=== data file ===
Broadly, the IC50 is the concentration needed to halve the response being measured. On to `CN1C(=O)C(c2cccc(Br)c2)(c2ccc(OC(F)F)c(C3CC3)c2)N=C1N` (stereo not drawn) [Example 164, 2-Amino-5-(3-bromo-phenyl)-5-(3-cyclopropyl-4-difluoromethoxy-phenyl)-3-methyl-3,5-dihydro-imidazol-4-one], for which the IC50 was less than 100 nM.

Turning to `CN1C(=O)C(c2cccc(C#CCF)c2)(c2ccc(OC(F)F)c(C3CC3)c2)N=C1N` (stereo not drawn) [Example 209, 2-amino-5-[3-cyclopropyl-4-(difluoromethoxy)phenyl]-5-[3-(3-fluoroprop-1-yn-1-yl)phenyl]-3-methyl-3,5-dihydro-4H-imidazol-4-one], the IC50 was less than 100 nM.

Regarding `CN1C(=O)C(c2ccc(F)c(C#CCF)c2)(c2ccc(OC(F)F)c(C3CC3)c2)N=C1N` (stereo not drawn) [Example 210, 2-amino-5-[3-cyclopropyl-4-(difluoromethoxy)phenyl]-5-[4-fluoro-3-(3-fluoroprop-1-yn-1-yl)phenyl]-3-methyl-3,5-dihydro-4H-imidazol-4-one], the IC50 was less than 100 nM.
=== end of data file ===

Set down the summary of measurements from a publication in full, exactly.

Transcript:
Broadly, the IC50 is the concentration needed to halve the response being measured. On to `CN1C(=O)C(c2cccc(Br)c2)(c2ccc(OC(F)F)c(C3CC3)c2)N=C1N` (stereo not drawn) [Example 164, 2-Amino-5-(3-bromo-phenyl)-5-(3-cyclopropyl-4-difluoromethoxy-phenyl)-3-methyl-3,5-dihydro-imidazol-4-one], for which the IC50 was less than 100 nM.

Turning to `CN1C(=O)C(c2cccc(C#CCF)c2)(c2ccc(OC(F)F)c(C3CC3)c2)N=C1N` (stereo not drawn) [Example 209, 2-amino-5-[3-cyclopropyl-4-(difluoromethoxy)phenyl]-5-[3-(3-fluoroprop-1-yn-1-yl)phenyl]-3-methyl-3,5-dihydro-4H-imidazol-4-one], the IC50 was less than 100 nM.

Regarding `CN1C(=O)C(c2ccc(F)c(C#CCF)c2)(c2ccc(OC(F)F)c(C3CC3)c2)N=C1N` (stereo not drawn) [Example 210, 2-amino-5-[3-cyclopropyl-4-(difluoromethoxy)phenyl]-5-[4-fluoro-3-(3-fluoroprop-1-yn-1-yl)phenyl]-3-methyl-3,5-dihydro-4H-imidazol-4-one], the IC50 was less than 100 nM.